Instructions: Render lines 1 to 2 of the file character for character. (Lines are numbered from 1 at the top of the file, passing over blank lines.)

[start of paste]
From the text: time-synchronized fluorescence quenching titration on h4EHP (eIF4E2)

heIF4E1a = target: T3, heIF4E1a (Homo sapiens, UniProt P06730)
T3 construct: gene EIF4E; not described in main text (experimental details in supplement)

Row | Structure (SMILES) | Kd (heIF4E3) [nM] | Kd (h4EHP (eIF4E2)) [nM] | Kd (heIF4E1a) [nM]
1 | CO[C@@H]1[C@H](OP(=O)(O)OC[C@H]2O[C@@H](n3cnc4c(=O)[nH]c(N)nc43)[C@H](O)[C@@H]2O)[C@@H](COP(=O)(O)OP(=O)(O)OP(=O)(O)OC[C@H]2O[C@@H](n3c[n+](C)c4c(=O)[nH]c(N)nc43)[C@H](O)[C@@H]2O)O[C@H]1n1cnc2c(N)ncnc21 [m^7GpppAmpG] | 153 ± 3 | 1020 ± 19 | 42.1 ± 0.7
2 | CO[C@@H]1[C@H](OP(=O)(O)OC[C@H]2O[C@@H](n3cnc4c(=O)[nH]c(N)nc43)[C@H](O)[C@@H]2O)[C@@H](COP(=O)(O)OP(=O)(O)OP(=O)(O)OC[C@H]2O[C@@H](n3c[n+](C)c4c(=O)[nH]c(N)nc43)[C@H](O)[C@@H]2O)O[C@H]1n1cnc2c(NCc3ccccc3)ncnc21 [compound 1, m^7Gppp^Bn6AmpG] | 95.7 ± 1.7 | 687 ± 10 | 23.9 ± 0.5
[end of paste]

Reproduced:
From the text: time-synchronized fluorescence quenching titration on h4EHP (eIF4E2)

heIF4E1a = target: T3, heIF4E1a (Homo sapiens, UniProt P06730)